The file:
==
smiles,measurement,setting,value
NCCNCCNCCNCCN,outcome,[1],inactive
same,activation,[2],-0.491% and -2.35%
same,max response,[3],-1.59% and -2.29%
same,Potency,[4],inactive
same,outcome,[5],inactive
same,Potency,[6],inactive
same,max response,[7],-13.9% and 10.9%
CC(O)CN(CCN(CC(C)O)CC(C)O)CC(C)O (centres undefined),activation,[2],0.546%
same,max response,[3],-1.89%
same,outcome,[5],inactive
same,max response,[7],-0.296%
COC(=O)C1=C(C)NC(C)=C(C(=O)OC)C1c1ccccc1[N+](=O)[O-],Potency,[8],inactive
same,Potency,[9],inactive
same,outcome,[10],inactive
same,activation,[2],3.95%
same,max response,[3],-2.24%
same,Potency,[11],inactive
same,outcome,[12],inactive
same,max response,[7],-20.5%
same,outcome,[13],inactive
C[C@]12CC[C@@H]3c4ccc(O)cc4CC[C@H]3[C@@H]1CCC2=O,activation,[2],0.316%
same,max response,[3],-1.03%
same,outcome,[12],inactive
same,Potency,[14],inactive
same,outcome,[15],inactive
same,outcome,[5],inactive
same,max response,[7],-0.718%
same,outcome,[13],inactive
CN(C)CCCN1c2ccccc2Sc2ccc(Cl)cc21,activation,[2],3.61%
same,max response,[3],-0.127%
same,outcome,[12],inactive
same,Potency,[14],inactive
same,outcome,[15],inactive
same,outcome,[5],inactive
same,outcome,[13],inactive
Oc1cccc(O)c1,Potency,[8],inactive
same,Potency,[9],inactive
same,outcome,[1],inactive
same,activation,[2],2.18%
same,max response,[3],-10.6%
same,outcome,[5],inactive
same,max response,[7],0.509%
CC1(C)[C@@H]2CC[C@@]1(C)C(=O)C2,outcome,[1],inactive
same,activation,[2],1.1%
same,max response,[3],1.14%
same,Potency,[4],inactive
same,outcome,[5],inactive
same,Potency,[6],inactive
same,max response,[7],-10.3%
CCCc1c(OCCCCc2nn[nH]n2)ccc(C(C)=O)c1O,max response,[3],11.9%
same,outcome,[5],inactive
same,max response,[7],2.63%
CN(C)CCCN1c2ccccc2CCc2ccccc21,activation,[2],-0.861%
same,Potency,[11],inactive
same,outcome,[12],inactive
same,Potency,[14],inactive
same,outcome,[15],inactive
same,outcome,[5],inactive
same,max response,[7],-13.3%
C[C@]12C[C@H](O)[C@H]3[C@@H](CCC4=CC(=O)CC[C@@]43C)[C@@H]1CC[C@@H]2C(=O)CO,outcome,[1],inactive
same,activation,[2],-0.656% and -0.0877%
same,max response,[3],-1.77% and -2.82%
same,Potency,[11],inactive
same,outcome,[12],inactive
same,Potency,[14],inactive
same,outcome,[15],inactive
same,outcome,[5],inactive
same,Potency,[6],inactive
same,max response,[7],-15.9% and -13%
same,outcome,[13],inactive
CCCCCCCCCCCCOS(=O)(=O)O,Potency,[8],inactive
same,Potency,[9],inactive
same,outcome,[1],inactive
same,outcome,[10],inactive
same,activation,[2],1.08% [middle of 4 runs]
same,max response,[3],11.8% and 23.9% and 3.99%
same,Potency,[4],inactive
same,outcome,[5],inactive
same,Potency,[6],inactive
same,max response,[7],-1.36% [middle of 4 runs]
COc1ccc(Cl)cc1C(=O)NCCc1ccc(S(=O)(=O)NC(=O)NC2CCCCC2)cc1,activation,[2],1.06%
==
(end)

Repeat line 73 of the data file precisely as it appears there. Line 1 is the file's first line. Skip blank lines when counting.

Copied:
same,Potency,[9],inactive